It’s the holiday season. This is a time when people are looking for good gift ideas. It’s also a time when families and friends often find themselves sitting together around a table. So that’s at least two reasons to talk about favorite board games, card games, puzzles or other activities. Read more »

Top 10 Influential Mormons

In the December issue of Atlantic magazine, a group of ten eminent historians (4 Pulitzer Prize winners) placed both Joseph Smith (#52 – ahead of Bill Gates, John Quincy Adams & Robert E Lee) and Brigham Young (#74 – just ahead of Babe Ruth and Frank Lloyd Wright) on its list of the 100 Most Influential Americans of all time.  See
Read more »

A Name and Scripture Verse Association Game

Let’s play a name and scripture verse association game. I’ll say a name and you associate a scripture with it.

The name is “Hitler.” Read more »

Mormons and the Coming Singularity

This one might require some background. In simple terms the Technological Singularity is a time in the future of unprecedented technological progress. It will mark the begining of a new era in history. I’d like to know how MM readers think it will impact Mormons and Mormonism.

Read more »

Goodbye, Jeane Kirkpatrick; RIP

Jeane Kirkpatrick, the first women to serve as U.S. Ambassador to the United Nations, died at the age of 80 of congestive heart failure on Thursday, December 7th. Arguably the finest foreign policy thinker of the late 20th century and among the most accomplished political scientists of her generation, it is fitting that she is no hero to most feminists. She is certainly one to me, and I hope she will be to my daughters as well.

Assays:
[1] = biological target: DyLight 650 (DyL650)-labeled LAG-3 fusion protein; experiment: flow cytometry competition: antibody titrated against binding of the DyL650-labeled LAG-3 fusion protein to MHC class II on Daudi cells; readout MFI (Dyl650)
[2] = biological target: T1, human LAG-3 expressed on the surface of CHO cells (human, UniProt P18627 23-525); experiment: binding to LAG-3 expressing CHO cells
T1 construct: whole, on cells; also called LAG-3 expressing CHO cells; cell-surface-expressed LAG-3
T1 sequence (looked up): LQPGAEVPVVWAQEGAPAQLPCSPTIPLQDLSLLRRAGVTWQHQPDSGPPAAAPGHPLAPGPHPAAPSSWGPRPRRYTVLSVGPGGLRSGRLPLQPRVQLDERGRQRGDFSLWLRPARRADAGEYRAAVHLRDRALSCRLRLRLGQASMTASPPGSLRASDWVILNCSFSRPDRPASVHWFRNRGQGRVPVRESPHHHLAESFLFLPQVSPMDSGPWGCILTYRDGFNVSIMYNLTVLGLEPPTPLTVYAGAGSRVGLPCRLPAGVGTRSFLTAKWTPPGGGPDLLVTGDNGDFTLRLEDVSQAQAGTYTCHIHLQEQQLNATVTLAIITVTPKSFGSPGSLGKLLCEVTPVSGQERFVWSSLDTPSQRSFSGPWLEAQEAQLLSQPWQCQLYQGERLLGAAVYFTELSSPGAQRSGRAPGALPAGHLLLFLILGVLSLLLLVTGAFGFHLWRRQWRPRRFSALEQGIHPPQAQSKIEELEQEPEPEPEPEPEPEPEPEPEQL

Read more »

To Discuss Islam or Not

Yesterday Amira wrote a post titled “Liking Islam.” Discussion followed and I shared some critical perspectives and concerns of Islam. At least a few people expressed strong reservations about the nature and tone of the arguments being made and wondered whether LDS people should debate these things publicly. Read more »

Ah ha! I have it!

Say you had what you thought was a great idea for an LDS-themed but not LDS-specific piece of jewelry but had no training or materials to make it yourself. To give you some idea, it’s a variation on a cross, so beadwork is out, or at least too insanely invovled. :)  Does anyone know any companies it might be good to approach?  And some advice on how to do so?

And the Winner Is…

Julie M. Smith!

Read more »

The Battle of the Sexes: Is It Fair?

Last Saturday at my ward’s Christmas party, I was discussing my recent post on well-pursued careers with a friend. While summarizing the post, I brought up my refutation of the notion that nobody wishes on their deathbed that they’d spent more time at the office; the refutation goes like this: plenty of people die wishing that they had provided better for their family or that they could leave more behind.

Her response to this was to the effect of, “Well, that’s a very male perspective. Many men may feel that way on their death bed, but women are certainly not likely to. They’re more inclined to think about family-related concerns.”
Read more »

Breast Implants, BoTox, Tattos, Piercings and Mormon Doctrine

I have a relative who has had a significant amount of plastic surgery — from breast implants to botox to a facelift and a butt lift (whatever that is). I was having a conversation with this person about President Hinckley’s talk about women only having one pair of earrings. She thought that was the best advice she had heard and would never wear two pairs of earrings again — she had in the past. I then asked her what was wrong with two pairs of earrings — the answer being that it disfigures the body and if our body is a Temple we should not disfigure it (I don’t understand how one pair does NOT disfigure the body though, so if you can have one, who cares about two — except for the fact the Prophet mentioned it…).

Read more »

« Earlier Entries Next Page »